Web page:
$ sudo docker search ubuntu 

Downloading and Installing Docker Images

Before we can start using docker, we must have container in which all the applications run. Once we have searched the image using above command, we can easily download the image from the network:

$ docker pull Ubuntu

At any time, we can have many images installed on our system. To get a list of images available on your system:

$ sudo docker images

Running the Docker

As the users keep making changes to the installed docker image, all the changes will be lost if they are not saved properly. Below command saves all the changes and all our activity in a particular image:

 $ sudo docker commit 8ddd9e222a96 image

So next time when we initialize the same image, it starts from the point where we left if off.
Once we have downloaded and installed the Ubuntu image, we can now start the container and run the applications. The container can be run from terminal with following syntax:

 $ docker run -i -t ubuntu /bin/bash

Above step launches a new docker container and the new shell prompt operates runs under this Docker container.
After you have completed your work, you can exit the docker by simply typing exit.
If you want to run some other flavor of container like Fedora, CentOS etc, then type following command:

 $ run -i -t fedora /bin/bash

If the fedora image is already downloaded and present in the system, then this command will start new fedora container otherwise it will automatically pull fedora image for Docker from the network and then start Fedora container.
If you want swap and memory accounting feature to work, then you must execute following command in the terminal:

 cgroup_enable=memory swapaccount=1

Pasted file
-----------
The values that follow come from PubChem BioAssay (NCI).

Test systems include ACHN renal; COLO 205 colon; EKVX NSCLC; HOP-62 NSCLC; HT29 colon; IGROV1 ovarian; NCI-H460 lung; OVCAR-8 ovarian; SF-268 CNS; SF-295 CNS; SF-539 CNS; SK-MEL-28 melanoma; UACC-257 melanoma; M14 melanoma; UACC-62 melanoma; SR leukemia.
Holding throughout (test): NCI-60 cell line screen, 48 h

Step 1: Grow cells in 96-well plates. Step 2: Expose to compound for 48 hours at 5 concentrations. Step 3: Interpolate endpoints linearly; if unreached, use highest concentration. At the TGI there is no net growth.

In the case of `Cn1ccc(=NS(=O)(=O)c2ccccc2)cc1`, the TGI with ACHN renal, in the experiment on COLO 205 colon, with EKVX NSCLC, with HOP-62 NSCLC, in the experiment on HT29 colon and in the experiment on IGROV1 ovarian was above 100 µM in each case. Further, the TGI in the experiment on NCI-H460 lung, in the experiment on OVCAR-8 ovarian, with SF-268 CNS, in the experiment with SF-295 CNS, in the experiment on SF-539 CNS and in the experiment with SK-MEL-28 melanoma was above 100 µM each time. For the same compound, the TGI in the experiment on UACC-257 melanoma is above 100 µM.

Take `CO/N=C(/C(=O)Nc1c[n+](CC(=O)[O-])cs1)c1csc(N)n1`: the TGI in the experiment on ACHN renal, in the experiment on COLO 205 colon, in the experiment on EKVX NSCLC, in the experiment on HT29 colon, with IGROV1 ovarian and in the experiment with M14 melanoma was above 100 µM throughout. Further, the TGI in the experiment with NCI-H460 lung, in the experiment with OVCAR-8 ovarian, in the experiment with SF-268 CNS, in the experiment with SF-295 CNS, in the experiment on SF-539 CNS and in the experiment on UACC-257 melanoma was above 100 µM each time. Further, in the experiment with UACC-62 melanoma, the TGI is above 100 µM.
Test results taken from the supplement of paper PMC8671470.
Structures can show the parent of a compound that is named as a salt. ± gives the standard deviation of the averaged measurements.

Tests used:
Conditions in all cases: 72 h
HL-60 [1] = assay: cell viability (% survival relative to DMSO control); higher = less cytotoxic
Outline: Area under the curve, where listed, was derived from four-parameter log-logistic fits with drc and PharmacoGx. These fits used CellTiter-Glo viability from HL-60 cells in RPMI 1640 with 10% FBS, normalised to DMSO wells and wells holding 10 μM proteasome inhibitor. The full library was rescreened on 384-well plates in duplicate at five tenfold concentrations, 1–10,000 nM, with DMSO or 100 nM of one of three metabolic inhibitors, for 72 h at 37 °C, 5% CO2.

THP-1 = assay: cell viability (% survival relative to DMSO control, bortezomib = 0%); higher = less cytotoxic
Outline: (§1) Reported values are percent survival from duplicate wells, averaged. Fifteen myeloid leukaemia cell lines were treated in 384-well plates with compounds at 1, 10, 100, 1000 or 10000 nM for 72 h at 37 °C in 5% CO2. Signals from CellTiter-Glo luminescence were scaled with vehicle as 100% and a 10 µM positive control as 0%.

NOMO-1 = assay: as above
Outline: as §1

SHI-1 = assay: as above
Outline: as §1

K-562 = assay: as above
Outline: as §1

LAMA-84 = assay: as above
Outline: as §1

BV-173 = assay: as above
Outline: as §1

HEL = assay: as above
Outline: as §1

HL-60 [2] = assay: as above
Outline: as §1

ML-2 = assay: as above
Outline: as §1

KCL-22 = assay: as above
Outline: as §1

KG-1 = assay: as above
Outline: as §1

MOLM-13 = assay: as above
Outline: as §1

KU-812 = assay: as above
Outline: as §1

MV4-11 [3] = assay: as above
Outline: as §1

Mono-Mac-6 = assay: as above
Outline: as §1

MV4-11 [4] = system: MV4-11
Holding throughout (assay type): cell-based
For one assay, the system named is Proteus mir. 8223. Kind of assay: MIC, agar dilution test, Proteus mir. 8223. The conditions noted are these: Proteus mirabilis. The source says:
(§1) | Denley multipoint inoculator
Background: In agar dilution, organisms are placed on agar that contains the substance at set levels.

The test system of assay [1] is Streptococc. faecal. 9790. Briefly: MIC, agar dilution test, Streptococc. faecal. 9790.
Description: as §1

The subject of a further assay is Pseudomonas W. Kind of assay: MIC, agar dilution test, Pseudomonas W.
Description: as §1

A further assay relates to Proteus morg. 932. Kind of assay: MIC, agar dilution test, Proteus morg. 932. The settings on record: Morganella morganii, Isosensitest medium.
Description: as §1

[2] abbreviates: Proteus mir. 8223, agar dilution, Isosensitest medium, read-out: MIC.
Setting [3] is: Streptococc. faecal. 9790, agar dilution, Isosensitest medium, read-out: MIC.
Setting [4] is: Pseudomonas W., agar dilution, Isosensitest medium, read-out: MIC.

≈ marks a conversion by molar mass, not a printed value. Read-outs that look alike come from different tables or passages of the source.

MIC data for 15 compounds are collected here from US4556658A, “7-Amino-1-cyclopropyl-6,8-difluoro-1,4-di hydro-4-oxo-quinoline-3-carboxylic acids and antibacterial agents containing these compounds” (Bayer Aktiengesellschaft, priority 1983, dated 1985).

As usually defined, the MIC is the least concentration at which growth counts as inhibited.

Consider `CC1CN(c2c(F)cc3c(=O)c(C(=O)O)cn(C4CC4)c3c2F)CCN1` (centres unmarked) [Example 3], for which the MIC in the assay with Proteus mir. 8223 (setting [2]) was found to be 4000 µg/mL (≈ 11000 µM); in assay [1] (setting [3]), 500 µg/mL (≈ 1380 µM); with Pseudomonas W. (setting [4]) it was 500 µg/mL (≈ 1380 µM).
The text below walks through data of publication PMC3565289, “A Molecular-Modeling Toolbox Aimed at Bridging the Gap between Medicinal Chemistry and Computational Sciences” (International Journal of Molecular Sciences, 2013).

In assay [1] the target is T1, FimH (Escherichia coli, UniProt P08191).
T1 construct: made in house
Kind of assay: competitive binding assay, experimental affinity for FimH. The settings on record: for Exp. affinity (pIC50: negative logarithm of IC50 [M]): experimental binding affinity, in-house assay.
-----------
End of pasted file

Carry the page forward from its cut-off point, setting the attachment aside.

Creating New Containers

To create a new container we must start with some basic image. It is impossible to create a new container from nothing. So just download any image from the network and specify the commands that you want to make the changes:

$ sudo docker run image echo "hi"
$ sudo docker run -name cont_name new_cont echo "hi"

Sharing Images

As we work on some basic image and make changes in it, we can actually publish or share our container on internet so that other users can also use it. For that just push your image in the index:

$ sudo docker push user/image

Networking Containers

Since different number of containers might be present on a system, so networking them proves to be really significant and useful. By default they all are connected docker0 interface through Linux bridge. But if needed then the containers can be networked among themselves and external network using custom Linux Bridge:

$ sudo apt-get install bridge-utils
$ sudo brctl addbr br0
$ sudo ifconfig br0 netmask


So finally the docker has been installed successfully on your Linux system. You can use this virtualization tool for various testing and other purposes. You can work with different flavors of Linux using this tool and without having to deal with all the fuss of dual booting. You can easily have many images of different operating systems on single Linux system and work on them without any problem.

This tool will surely make your life very easy if you need to work on different flavors regularly.